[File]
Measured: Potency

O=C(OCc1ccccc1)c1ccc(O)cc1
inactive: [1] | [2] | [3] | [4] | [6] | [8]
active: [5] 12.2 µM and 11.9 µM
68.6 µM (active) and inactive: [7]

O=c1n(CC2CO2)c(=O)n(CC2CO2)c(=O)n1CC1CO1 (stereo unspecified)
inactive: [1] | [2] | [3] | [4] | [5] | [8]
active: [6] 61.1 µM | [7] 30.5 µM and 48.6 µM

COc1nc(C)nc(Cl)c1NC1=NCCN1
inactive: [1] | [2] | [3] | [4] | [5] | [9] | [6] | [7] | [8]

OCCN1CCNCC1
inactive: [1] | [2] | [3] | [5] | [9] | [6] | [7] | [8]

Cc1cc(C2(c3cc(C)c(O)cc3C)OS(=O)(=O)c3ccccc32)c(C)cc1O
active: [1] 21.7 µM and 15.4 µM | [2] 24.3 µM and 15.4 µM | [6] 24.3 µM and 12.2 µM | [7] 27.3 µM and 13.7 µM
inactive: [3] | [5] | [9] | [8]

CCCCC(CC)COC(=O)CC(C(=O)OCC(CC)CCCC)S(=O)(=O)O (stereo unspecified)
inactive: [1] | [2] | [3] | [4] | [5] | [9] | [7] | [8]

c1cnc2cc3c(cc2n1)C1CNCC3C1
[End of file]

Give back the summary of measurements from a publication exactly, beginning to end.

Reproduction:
Measured: Potency

O=C(OCc1ccccc1)c1ccc(O)cc1
inactive: [1] | [2] | [3] | [4] | [6] | [8]
active: [5] 12.2 µM and 11.9 µM
68.6 µM (active) and inactive: [7]

O=c1n(CC2CO2)c(=O)n(CC2CO2)c(=O)n1CC1CO1 (stereo unspecified)
inactive: [1] | [2] | [3] | [4] | [5] | [8]
active: [6] 61.1 µM | [7] 30.5 µM and 48.6 µM

COc1nc(C)nc(Cl)c1NC1=NCCN1
inactive: [1] | [2] | [3] | [4] | [5] | [9] | [6] | [7] | [8]

OCCN1CCNCC1
inactive: [1] | [2] | [3] | [5] | [9] | [6] | [7] | [8]

Cc1cc(C2(c3cc(C)c(O)cc3C)OS(=O)(=O)c3ccccc32)c(C)cc1O
active: [1] 21.7 µM and 15.4 µM | [2] 24.3 µM and 15.4 µM | [6] 24.3 µM and 12.2 µM | [7] 27.3 µM and 13.7 µM
inactive: [3] | [5] | [9] | [8]

CCCCC(CC)COC(=O)CC(C(=O)OCC(CC)CCCC)S(=O)(=O)O (stereo unspecified)
inactive: [1] | [2] | [3] | [4] | [5] | [9] | [7] | [8]

c1cnc2cc3c(cc2n1)C1CNCC3C1